Training effects on ROS production determined by electron paramagnetic resonance in master swimmers.

Mrakic-Sposta S, Gussoni M, Porcelli S, Pugliese L, Pavei G, Bellistri G, Montorsi M, Tacchini P, Vezzoli A - Oxid Med Cell Longev (2015)

Sketch of the experimental protocol adopted to measure ROS production rate in swimmers. The data were collected at REST, at the END of the incremental arm-ergometer exercise (IE), carried out up to voluntary exhaustion, and at 10 min of the recovery period (see upper part of the figure) both before (PRE Trg) and after (POST Trg) training (lower part of the figure).
© Copyright Policy - open-access
Related In: Results  -  Collection

Show All Figures
getmorefigures.php?uid=PMC4385700&req=5

fig1: Sketch of the experimental protocol adopted to measure ROS production rate in swimmers. The data were collected at REST, at the END of the incremental arm-ergometer exercise (IE), carried out up to voluntary exhaustion, and at 10 min of the recovery period (see upper part of the figure) both before (PRE Trg) and after (POST Trg) training (lower part of the figure).
Mentions: At rest, at the end of IE and after 10 minutes of recovery, ROS production rate was determined in 50 μL capillary blood by means of a recently developed EPR microinvasive method [18, 19]. The capillary blood samples were collected at both PRE and POST Trg periods. The experimental protocol adopted for ROS detection in master swimmers is shown in Figure 1.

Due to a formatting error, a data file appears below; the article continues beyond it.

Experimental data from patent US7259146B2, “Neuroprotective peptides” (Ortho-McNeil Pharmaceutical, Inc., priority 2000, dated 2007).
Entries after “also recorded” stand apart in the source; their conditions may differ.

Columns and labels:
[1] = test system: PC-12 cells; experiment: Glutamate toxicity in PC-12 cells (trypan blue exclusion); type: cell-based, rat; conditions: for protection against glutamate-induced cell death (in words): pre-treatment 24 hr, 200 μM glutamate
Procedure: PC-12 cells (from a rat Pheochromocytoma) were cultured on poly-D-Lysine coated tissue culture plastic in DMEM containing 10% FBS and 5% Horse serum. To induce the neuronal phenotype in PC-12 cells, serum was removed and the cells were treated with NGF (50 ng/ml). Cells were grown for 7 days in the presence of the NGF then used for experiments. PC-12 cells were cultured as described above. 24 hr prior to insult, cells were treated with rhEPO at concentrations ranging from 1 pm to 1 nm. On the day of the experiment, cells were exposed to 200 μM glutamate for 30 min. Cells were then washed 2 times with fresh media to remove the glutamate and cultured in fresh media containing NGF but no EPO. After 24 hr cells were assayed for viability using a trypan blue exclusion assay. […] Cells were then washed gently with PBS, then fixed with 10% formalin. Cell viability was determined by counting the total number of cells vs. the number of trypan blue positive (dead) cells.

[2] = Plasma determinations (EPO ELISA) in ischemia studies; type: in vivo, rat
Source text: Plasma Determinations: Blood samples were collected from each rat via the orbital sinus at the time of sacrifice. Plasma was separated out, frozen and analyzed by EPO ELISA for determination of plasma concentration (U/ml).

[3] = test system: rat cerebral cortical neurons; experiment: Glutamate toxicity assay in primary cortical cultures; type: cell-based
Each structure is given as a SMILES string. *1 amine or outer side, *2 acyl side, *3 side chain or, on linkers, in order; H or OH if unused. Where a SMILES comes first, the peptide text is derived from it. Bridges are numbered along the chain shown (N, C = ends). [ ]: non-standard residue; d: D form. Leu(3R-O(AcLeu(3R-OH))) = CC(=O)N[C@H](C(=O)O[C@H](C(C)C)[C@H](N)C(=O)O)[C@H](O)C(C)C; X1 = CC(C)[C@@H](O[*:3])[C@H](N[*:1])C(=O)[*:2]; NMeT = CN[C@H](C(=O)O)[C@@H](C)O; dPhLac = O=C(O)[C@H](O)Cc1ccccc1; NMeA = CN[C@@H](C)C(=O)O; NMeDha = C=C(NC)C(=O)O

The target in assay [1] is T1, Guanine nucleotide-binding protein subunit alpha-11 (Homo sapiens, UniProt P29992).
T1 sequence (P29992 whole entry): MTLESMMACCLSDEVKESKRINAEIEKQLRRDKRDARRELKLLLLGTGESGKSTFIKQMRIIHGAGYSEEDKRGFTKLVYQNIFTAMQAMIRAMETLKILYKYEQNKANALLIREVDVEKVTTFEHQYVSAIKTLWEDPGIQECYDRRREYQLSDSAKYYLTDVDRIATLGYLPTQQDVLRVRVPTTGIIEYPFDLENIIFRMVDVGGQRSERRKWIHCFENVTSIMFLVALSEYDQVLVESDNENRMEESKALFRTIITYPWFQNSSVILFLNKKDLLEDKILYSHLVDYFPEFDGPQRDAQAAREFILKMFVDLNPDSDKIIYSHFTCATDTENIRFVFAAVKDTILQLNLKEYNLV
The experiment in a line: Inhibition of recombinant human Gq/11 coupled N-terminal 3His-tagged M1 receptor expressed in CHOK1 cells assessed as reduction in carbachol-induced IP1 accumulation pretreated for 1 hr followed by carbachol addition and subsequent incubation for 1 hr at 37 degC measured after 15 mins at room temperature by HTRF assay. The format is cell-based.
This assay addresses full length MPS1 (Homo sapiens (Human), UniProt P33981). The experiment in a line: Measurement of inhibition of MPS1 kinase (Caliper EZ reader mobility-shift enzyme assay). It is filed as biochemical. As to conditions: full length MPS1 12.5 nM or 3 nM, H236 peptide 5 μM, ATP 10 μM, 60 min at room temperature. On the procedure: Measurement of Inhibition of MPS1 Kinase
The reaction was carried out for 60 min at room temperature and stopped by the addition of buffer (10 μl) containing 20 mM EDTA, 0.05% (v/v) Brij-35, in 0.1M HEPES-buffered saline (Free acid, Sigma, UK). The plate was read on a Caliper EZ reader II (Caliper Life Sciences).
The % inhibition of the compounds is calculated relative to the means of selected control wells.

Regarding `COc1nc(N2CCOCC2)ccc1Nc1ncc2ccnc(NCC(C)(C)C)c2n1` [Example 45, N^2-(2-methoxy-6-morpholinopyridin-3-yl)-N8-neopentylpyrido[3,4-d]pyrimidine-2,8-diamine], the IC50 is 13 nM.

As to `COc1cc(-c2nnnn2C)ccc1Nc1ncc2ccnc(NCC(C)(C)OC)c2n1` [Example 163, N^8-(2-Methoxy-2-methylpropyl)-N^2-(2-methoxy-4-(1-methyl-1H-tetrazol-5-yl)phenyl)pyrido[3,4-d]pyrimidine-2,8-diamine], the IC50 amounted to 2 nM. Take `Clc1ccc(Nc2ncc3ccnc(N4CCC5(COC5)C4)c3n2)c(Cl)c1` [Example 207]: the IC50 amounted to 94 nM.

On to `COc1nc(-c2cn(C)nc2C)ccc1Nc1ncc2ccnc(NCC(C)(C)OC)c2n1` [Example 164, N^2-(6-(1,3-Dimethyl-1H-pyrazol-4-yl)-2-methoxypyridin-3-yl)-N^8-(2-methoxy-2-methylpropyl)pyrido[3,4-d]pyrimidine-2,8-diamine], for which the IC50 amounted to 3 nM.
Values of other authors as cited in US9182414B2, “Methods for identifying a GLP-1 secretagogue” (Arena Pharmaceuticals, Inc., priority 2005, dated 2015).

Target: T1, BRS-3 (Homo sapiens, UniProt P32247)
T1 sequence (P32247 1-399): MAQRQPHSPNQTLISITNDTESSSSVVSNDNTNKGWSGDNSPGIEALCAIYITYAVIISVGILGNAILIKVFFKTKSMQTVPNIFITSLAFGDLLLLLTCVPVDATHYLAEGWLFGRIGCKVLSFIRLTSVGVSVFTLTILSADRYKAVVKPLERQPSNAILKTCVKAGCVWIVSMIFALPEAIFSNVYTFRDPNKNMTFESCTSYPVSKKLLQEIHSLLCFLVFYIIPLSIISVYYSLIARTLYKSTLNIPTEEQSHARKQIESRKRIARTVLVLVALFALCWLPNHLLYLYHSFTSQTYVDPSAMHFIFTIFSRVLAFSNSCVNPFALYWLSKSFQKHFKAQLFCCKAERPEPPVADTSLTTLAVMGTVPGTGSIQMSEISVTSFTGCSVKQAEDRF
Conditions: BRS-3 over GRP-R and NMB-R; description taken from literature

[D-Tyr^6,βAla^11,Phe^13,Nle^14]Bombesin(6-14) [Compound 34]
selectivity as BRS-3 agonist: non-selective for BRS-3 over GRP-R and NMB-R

Bottom Line: A significant (P < 0.01) increase of ROS production from REST to the END of IE in PRE Trg (2.82 ± 0.66 versus 3.28 ± 0.66 µmol·min(-1)) was observed.HIDT increased peak oxygen consumption (36.1 ± 4.3 versus 40.6 ± 5.7 mL·kg(-1)·min(-1) PRE and POST Trg, resp.) and the antioxidant capacity (+13%) while it significantly decreased the ROS production both at REST (-20%) and after IE (-25%).The observed link between ROS production, adaptive antioxidant defense mechanisms, and peak oxygen consumption provides new insight into the correlation between ROS response pathways and muscle metabolic function.

View Article: PubMed Central - PubMed

Affiliation: Istituto di Bioimmagini e di Fisiologia Molecolare, Consiglio Nazionale delle Ricerche, Via Fratelli Cervi 93, 20090 Segrate, Italy.

ABSTRACT
Acute exercise induces an increase in Reactive Oxygen Species (ROS) production dependent on exercise intensity with highest ROS amount generated by strenuous exercise. However, chronic repetition of exercise, that is, exercise training, may reduce exercise-induced oxidative stress. Aim of this study was to evaluate the effects of 6-weeks high-intensity discontinuous training (HIDT), characterized by repeated variations of intensity and changes of redox potential, on ROS production and antioxidant capacity in sixteen master swimmers. Time course changes of ROS generation were assessed by Electron Paramagnetic Resonance in capillary blood by a microinvasive approach. An incremental arm-ergometer exercise (IE) until exhaustion was carried out at both before (PRE) and after (POST) training (Trg) period. A significant (P < 0.01) increase of ROS production from REST to the END of IE in PRE Trg (2.82 ± 0.66 versus 3.28 ± 0.66 µmol·min(-1)) was observed. HIDT increased peak oxygen consumption (36.1 ± 4.3 versus 40.6 ± 5.7 mL·kg(-1)·min(-1) PRE and POST Trg, resp.) and the antioxidant capacity (+13%) while it significantly decreased the ROS production both at REST (-20%) and after IE (-25%). The observed link between ROS production, adaptive antioxidant defense mechanisms, and peak oxygen consumption provides new insight into the correlation between ROS response pathways and muscle metabolic function.

Show MeSH
Related in: MedlinePlus